RALEIGH, N.C. – To a dessert shop customer, the severed fingertip found in a pint of frozen custard could be worth big dollars in a potential lawsuit. To the shop worker who lost it, the value is far more than monetary.
"I'm not saying who has it, but somebody has it," Stowers said this week in a telephone interview, refusing to let on where the fingertip is now.
Soon after Stowers found the finger in a mouthful of chocolate soft-serve he bought Sunday at Kohl's (search) Frozen Custard in Wilmington, he put it in his freezer at home, taking it out only occasionally to show to television cameras.
He refused to give it to the shop's owner and refused to give it to a doctor. Fizer accidentally stuck his hand in a mixing machine and had his right index finger lopped off at the first knuckle.
Medical experts say an attempt to reattach a severed finger can generally be made within six hours.
But according to the shop's management, Stowers wouldn't give it back when he was in the store 30 minutes after the accident.
"The general manager attempted to retrieve it and rush it to the hospital," reads a statement posted Thursday on Kohl's Web site. "Unfortunately, the customer refused to give it to her and declared that he would be calling the TV stations and an attorney as he exited the store."
Officials at Cape Fear Hospital said their efforts to retrieve the finger also failed.
Dr. James Larson, director of emergency medicine for UNC Hospitals, who was not involved in the case, said once Stowers took the finger home and froze it, it was too late to even try for reattachment.
"You can't freeze it. It kills the cells," Larson said.
The doctor said the best way to preserve a severed limb is to wrap it in saline-soaked gauze, place it in a plastic bag and store that in ice water.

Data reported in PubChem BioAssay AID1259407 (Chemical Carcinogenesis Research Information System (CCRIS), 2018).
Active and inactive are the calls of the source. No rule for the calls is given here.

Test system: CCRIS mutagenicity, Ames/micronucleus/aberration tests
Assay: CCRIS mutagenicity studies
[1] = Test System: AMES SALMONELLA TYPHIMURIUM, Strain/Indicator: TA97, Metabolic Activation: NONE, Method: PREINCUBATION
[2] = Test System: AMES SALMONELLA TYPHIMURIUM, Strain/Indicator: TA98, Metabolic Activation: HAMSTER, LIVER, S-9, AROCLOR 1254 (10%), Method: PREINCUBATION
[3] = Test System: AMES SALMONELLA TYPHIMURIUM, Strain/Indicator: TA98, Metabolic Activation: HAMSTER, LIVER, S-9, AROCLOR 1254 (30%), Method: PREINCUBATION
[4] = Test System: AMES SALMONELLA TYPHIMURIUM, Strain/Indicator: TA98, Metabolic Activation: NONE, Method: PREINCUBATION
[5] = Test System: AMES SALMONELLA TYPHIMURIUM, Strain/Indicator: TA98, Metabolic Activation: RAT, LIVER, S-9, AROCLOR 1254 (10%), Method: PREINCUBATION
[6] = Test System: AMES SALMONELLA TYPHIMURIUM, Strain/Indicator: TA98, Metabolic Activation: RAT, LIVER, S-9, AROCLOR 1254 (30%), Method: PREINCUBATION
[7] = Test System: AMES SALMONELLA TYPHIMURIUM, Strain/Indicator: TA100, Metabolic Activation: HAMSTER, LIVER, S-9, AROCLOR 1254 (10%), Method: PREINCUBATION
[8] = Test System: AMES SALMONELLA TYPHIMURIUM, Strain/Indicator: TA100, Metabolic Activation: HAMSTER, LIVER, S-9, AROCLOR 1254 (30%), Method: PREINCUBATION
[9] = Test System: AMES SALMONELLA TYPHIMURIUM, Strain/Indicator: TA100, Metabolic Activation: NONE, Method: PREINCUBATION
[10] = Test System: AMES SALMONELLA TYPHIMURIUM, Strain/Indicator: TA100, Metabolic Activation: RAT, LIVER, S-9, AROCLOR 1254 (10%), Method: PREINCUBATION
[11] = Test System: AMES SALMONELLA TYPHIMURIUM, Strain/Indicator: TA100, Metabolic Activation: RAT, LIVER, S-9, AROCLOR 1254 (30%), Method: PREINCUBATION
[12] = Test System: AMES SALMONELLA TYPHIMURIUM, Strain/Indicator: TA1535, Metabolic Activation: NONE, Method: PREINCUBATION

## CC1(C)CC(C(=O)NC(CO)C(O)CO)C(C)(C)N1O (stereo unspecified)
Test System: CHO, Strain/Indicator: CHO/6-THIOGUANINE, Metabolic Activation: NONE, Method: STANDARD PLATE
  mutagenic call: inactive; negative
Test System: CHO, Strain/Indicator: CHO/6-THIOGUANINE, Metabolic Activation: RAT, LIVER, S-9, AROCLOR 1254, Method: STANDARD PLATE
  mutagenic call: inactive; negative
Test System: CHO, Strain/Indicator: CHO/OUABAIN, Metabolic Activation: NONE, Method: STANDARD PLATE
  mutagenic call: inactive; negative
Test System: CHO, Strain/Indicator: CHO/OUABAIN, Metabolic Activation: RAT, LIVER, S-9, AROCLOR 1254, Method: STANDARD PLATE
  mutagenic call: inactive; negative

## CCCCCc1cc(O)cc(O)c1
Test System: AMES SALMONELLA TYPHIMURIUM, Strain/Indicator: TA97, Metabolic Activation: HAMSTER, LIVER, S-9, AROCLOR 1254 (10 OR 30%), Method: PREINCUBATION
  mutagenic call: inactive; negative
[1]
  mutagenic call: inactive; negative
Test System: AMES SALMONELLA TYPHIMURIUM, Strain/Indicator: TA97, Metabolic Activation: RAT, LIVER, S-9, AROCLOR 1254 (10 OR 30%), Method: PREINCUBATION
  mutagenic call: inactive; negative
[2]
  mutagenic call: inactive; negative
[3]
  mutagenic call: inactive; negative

Stowers' attorney, Lee Andrews of Greensboro, wouldn't say if a lawsuit against Kohl's is planned, saying he needed "to get some more facts."
But Andrews said his client is concerned about possible disease in the fingertip and kept it because he wanted someone to test it for "all the diseases that are out here now."
"He's upset to the point that he's been debilitated to some degree," Andrews said. "Emotionally, it's been very upsetting to him."
Even if Stowers decides to sue, an expert in medical law said the fingertip could easily have been returned while preserving the evidence.
"The man who lost the finger has the superior claim," said Paul Lombardo, who teaches at the University of Virginia's law school. "It's his finger and he might be able to use it."
Lombardo said Stowers could have photographed the fingertip, taken a bit of flesh for DNA analysis or gotten an affidavit from the surgeon who would have reattached the digit.
"There is nothing that would prevent preserving the chain of evidence," Lombardo said.
Fizer is dealing with his loss in private. The Carolina Beach resident's mother, Sheri Fizer, said the family had been instructed by an attorney not to talk about the case.
Public opinion seemed to be running against Stowers.
"It's a mystery how that customer can live with himself after he refused to return the finger so that doctors might try to reattach it," said an editorial Thursday by the Star-News of Wilmington.
"Unless he offers a better explanation for that decision, people will assume that customer Clarence Stowers cared less about another person's loss of a body part than about his chance to squeeze some bucks out of the custard stand."
The case came not long after a Las Vegas woman made headlines with a claim that she found a finger tip in a bowl of chili at a Wendy's restaurant in San Jose, Calif. Investigators have called her claim a hoax and charged her in connection with millions of dollars in losses to Wendy's in northern California. The woman denies it was a hoax.
For Kohl's, Sunday's fingertip amputation was the second time in less than a year that a worker lost a finger on the same frozen custard machine. The worker was found by investigators to have been negligent in the July 2004 incident, and the state Labor Department cleared the company of wrongdoing.